The True Spirit of America Party currently advocates a national minimum wage of $15/hour, indexed to inflation, phased in within a year or two for businesses with 500+ employees, and within two to three years for smaller businesses.  And with no tip credit. After that, the only exceptions should be 1) small, non-chain businesses with 10 employees or less, 2) workers under 18, for whom it would be on an age-based sliding scale from 60%-90% of the normal rate, and 3) circus performers.  That latter one is so we can (with tongue firmly in cheek) say that any hypothetical people who are priced out of the job market for an extended period can go join the circus, the employer of last resort.  Of course, we also advocate implementing a Job Guarantee program (similar to the one that already exists for senior citizens) as well as a Universal Basic Income Guarantee as well, so regardless of anything the labor market would be fairly tight regardless, and workers would have far more bargaining power going forward, much to the chagrin of the rentier class.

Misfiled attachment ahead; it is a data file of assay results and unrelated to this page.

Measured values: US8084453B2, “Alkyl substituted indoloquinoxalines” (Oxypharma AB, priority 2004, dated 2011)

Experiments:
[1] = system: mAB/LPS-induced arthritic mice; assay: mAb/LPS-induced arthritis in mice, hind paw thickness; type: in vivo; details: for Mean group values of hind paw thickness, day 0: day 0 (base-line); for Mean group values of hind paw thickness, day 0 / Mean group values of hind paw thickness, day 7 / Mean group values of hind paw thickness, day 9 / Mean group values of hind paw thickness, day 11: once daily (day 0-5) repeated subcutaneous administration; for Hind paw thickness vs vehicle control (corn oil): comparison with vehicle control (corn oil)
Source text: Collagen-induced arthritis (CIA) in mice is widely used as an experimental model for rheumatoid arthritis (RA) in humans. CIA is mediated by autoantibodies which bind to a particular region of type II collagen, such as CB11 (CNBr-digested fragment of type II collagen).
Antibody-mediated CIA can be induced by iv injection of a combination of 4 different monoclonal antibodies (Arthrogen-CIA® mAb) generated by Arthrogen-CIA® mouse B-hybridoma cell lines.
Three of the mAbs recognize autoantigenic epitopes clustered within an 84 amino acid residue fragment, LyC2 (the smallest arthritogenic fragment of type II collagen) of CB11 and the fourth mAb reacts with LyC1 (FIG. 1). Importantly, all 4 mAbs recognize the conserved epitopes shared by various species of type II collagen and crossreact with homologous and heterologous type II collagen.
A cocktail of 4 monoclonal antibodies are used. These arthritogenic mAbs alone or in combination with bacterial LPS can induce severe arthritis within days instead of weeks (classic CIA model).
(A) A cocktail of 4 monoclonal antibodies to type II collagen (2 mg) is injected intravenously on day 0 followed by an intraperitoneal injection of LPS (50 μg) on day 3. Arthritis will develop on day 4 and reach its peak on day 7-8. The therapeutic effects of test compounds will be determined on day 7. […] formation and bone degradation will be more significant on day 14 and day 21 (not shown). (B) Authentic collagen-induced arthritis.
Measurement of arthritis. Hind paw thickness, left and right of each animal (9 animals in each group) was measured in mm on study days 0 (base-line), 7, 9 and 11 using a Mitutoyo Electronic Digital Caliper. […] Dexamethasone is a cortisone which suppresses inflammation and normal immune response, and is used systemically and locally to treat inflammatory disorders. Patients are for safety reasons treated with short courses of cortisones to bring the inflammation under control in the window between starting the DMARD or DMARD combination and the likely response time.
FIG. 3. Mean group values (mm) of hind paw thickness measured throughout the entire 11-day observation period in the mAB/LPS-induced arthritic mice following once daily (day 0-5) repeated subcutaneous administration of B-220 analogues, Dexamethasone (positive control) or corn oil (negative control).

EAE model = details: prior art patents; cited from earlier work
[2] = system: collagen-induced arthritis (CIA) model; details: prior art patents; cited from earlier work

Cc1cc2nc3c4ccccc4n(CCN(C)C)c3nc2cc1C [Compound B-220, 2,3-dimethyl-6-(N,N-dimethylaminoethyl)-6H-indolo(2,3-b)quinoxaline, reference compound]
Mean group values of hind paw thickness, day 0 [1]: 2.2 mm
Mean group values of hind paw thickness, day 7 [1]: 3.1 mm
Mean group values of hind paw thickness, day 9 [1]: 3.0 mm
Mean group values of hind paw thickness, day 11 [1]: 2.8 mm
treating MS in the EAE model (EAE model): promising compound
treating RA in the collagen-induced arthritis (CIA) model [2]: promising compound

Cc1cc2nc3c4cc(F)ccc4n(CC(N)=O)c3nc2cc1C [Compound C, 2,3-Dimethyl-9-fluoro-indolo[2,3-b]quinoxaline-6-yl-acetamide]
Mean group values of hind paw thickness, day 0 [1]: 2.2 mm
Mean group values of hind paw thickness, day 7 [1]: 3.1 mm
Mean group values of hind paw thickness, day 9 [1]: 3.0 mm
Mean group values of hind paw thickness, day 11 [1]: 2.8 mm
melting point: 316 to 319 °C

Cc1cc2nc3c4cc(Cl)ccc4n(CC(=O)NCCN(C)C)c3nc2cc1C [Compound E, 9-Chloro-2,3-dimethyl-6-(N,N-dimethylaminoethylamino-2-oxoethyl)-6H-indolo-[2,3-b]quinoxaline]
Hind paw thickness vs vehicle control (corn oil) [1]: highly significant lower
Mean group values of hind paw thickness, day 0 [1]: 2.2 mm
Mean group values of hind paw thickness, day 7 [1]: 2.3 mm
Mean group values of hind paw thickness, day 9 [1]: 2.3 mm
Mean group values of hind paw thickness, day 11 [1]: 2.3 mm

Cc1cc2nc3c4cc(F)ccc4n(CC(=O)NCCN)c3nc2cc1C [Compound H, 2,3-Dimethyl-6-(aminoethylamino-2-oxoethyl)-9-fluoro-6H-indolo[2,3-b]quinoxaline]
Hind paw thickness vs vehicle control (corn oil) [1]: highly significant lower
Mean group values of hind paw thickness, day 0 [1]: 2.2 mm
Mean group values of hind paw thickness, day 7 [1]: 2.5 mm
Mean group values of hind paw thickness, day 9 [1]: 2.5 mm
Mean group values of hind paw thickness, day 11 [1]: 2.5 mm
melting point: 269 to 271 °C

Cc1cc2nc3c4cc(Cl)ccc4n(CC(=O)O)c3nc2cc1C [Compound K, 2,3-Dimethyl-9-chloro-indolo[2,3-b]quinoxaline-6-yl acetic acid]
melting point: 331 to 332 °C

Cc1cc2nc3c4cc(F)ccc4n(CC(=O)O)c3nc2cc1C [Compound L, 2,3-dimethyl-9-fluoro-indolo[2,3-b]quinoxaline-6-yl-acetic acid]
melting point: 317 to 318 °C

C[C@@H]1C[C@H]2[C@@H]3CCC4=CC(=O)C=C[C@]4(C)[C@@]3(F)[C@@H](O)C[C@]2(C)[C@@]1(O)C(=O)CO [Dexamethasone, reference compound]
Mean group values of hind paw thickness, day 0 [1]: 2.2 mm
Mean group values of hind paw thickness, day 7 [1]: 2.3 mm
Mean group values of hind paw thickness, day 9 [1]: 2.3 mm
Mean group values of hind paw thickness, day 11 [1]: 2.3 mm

What better time than now?


  1. For some metropolitan areas, such as in the Washington Metropolitan area, $15 per hour is still not a high enough minimum wage. In this metropolitan area, the minimum wage should be $19. The minimum wage in this country should be determined by where a person lives because different areas of the country have a higher cost of living. Otherwise, the benefit of a higher minimum wage are significantly eroded.